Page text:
Mr. HUBBARD built the first log-house, frame-barn, grist and saw-mills, took active part in all matters of private or public importance, and, being a large landed proprietor, must have had business transactions with most of the early settlers -- yet have never heard aught against his name.

      John WEBSTER settled on lands at the center of the town, where his descendants still reside. For facts relating to Mr. WEBSTER's life, see biographical sketch.

      Samuel PECKHAM settled a little to the west of Mr. HUBBARD, where he built and kept the first public house. He remained here a few years, and then with his son, Samuel PECKHAM, Jr., commenced a settlement at the Center, where he resided until his death.

      John BRIDGEMAN, Jr., proprietor, settled a little to the west of the Center, near the hill that bears his name -- time unknown. Dr. Ebenezer MARVIN, proprietor, was the first physician in town, and a very prominent man. He built the first frame house, which is still standing -- a relict of the past, about a mile north of Mr. HUBBARD's, near the Province Line, now owned by Mr. Alvah RICHARD.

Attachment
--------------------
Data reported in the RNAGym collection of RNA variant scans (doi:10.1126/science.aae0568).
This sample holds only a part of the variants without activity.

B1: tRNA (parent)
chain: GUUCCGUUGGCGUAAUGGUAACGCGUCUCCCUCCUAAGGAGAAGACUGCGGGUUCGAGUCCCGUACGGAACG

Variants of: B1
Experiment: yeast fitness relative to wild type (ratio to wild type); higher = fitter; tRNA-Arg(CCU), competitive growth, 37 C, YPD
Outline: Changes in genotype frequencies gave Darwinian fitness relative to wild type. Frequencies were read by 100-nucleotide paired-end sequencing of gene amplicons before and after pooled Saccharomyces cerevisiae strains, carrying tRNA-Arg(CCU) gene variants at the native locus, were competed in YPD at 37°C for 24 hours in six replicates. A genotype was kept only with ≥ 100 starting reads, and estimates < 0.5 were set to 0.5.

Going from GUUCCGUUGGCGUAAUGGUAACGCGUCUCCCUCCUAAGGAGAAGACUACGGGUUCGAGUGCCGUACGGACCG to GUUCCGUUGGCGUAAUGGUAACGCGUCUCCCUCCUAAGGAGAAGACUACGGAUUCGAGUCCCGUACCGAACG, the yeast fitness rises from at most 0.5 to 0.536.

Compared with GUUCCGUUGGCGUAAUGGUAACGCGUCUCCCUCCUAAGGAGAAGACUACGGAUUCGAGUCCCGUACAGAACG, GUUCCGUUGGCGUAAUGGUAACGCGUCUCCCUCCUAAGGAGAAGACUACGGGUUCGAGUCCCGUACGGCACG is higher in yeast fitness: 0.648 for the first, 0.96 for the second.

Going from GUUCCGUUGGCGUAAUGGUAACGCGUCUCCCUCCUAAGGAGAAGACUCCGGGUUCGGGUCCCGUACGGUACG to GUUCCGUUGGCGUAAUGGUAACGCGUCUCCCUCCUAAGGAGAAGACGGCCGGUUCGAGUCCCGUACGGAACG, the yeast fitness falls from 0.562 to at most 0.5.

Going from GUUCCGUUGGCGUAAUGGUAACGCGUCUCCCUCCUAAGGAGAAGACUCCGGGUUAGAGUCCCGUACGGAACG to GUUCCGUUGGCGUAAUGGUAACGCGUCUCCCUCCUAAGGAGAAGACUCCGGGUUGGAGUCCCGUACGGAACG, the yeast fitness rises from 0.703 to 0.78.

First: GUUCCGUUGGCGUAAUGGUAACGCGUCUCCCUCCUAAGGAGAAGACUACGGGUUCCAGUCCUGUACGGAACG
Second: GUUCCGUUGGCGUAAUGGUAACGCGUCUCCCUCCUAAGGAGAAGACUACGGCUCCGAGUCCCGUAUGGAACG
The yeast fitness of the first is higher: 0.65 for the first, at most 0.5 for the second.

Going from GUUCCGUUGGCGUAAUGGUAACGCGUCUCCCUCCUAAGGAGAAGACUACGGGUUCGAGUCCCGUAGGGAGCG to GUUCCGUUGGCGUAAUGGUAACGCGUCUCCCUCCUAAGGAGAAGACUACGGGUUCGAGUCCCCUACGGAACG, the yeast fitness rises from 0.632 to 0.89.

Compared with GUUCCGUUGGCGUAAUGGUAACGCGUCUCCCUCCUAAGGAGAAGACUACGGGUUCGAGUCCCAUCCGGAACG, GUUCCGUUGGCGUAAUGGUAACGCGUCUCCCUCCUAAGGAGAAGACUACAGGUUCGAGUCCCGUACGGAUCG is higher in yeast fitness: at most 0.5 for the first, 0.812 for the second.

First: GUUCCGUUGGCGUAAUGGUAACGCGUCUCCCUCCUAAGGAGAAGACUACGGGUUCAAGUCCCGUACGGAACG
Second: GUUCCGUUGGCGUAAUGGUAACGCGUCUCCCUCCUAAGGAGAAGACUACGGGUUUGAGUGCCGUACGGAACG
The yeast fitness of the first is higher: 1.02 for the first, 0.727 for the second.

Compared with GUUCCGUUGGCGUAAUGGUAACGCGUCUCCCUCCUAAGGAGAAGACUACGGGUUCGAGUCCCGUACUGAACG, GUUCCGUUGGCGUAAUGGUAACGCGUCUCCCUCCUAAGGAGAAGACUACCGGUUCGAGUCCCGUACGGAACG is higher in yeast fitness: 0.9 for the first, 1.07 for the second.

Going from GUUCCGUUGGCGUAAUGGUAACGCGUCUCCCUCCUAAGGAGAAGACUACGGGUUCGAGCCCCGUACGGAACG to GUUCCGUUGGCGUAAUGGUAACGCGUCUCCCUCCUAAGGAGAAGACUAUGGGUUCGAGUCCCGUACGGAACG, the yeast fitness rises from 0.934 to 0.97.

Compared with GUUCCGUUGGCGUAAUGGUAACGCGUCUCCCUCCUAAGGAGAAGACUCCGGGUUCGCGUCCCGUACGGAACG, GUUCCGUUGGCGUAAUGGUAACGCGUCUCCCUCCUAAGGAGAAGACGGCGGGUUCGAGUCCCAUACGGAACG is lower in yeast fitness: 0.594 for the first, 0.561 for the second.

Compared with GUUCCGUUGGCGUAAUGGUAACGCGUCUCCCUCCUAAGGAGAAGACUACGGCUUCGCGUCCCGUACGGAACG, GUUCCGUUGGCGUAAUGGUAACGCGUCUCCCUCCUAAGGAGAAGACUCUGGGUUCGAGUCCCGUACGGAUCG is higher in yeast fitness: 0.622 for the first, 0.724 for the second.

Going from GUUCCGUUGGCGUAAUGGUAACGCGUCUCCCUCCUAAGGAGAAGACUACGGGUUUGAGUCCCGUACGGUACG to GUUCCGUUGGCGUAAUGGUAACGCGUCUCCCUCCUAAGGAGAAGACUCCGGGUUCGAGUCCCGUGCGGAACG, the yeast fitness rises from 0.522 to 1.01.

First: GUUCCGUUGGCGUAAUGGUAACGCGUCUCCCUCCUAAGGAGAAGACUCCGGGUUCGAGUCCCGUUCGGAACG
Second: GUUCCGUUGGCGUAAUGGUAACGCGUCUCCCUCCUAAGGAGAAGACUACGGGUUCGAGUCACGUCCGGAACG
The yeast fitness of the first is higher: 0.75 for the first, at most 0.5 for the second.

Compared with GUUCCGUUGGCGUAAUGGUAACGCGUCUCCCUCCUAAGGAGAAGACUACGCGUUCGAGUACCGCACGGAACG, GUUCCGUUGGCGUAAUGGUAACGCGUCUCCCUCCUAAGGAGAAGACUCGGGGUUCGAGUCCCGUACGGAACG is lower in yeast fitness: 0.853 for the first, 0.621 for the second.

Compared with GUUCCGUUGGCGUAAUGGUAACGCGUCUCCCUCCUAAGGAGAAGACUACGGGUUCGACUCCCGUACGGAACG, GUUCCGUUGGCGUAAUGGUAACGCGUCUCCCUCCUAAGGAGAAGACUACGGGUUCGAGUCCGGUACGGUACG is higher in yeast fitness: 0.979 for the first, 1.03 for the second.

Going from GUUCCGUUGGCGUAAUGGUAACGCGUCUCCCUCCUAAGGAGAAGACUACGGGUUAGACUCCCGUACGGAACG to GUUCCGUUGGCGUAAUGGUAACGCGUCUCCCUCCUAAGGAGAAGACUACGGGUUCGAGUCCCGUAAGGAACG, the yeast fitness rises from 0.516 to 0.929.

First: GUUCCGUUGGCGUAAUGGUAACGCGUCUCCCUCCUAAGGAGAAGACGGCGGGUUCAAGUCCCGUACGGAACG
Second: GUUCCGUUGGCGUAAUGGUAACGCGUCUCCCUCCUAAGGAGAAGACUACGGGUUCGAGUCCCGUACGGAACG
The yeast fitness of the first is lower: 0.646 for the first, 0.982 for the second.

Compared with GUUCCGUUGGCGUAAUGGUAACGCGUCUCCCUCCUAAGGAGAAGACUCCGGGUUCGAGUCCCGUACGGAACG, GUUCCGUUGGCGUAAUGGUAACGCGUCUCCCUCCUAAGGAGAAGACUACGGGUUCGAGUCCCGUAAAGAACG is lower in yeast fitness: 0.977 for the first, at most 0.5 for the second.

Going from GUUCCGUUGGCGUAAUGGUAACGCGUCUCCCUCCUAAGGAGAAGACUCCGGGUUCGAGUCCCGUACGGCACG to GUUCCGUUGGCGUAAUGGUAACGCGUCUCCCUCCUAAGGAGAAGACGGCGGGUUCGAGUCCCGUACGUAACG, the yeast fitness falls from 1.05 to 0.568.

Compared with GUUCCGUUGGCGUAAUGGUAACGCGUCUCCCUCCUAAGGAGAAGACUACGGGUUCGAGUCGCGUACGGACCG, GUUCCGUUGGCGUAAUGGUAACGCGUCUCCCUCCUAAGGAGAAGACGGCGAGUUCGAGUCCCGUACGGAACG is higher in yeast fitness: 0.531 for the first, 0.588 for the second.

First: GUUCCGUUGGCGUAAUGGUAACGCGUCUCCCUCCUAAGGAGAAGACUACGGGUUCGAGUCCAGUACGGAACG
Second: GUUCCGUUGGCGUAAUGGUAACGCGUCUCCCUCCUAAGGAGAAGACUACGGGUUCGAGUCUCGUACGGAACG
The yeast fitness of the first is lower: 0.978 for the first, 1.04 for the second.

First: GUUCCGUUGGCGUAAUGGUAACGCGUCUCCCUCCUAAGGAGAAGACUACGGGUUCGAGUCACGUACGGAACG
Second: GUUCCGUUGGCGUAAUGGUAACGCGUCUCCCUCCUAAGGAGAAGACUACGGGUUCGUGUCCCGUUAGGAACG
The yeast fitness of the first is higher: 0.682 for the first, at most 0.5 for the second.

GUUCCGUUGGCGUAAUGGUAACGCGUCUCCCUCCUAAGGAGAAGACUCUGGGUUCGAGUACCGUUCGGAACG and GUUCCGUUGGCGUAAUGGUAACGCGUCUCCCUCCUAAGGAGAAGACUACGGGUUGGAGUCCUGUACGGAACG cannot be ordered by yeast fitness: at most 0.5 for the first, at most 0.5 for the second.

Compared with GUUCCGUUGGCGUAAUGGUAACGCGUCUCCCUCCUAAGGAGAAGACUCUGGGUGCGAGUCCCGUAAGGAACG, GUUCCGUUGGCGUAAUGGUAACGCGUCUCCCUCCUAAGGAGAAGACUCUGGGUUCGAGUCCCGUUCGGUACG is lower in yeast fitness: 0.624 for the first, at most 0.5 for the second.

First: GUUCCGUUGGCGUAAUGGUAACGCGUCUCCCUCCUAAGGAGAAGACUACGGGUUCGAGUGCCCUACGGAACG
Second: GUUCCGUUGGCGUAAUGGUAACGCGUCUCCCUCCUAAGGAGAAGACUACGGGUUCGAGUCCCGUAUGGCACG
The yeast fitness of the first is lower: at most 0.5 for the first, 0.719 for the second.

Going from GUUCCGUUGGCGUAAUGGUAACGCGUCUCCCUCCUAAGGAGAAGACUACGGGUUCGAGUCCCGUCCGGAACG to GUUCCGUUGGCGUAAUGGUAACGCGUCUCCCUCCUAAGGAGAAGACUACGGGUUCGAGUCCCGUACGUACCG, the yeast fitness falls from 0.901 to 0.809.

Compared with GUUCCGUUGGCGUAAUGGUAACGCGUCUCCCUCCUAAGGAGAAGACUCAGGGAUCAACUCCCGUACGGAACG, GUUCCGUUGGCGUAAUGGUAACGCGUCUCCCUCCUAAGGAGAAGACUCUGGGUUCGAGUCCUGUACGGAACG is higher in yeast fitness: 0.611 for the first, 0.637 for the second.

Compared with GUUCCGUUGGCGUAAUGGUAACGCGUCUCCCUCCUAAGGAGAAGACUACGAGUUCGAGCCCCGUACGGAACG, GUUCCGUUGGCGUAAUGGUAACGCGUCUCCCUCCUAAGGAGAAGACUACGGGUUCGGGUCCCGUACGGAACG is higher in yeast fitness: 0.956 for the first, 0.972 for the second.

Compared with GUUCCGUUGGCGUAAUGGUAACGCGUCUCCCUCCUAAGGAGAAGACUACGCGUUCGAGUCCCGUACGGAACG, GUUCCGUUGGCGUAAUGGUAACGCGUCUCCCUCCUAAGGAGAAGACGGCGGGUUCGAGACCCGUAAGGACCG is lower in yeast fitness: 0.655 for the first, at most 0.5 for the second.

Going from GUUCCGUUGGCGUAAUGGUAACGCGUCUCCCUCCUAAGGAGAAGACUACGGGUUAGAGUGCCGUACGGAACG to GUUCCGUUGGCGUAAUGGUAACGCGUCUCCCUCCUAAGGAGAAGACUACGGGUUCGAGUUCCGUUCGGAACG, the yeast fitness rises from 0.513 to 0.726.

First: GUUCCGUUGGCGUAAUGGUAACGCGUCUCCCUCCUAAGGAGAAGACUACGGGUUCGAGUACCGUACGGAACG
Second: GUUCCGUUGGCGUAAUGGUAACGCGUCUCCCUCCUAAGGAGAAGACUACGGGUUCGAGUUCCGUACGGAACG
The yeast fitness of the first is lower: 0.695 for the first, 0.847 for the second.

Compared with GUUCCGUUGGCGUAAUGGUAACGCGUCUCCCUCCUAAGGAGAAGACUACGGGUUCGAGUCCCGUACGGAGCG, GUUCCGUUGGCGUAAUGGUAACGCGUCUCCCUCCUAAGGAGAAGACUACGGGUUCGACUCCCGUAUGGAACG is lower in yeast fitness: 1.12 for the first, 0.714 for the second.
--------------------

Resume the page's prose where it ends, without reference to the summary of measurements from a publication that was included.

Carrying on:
Uri HILL, of Tinmouth, and Stephen ROYCE, father of ex-governor ROYCE, first came to town in the fall of 1789, and settled near the Province Line, north of the center of the town. They did not remain here long, as I find that Stephen ROYCE was the first representative of the town of Berkshire, in 1796, and Uri HILL went either to Canada or Highgate.